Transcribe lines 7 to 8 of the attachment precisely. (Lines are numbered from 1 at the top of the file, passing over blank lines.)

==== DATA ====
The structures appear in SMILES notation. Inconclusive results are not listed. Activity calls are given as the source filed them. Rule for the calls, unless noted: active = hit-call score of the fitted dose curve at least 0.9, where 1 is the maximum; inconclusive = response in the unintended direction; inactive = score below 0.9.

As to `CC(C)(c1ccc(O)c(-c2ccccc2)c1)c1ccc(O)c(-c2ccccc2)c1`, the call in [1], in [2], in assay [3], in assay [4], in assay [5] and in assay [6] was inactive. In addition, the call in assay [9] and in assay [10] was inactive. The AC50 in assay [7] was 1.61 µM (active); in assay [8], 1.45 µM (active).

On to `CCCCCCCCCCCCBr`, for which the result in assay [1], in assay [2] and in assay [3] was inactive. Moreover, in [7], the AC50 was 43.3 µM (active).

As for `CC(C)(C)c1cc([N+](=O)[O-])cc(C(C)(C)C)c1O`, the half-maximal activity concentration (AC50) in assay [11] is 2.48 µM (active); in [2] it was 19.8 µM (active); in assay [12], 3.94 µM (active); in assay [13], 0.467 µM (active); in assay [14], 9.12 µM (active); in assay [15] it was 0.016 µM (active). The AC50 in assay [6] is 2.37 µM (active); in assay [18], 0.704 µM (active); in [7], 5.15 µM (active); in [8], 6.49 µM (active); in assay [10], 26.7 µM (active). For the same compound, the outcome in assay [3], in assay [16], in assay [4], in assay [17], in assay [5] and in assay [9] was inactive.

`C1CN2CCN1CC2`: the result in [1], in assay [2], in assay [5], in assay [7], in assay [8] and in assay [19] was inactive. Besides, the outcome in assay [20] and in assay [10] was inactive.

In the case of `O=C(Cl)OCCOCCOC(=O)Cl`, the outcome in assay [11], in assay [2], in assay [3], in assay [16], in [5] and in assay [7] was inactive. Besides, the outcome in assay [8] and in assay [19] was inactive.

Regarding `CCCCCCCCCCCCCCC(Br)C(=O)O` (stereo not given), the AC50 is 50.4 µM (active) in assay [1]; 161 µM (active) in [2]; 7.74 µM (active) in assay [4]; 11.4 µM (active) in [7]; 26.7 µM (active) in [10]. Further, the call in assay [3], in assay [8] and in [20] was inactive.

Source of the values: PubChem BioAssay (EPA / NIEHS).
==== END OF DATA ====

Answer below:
Regarding `CCCCCCCCCCCCCCC(Br)C(=O)O` (stereo not given), the AC50 is 50.4 µM (active) in assay [1]; 161 µM (active) in [2]; 7.74 µM (active) in assay [4]; 11.4 µM (active) in [7]; 26.7 µM (active) in [10]. Further, the call in assay [3], in assay [8] and in [20] was inactive.

Source of the values: PubChem BioAssay (EPA / NIEHS).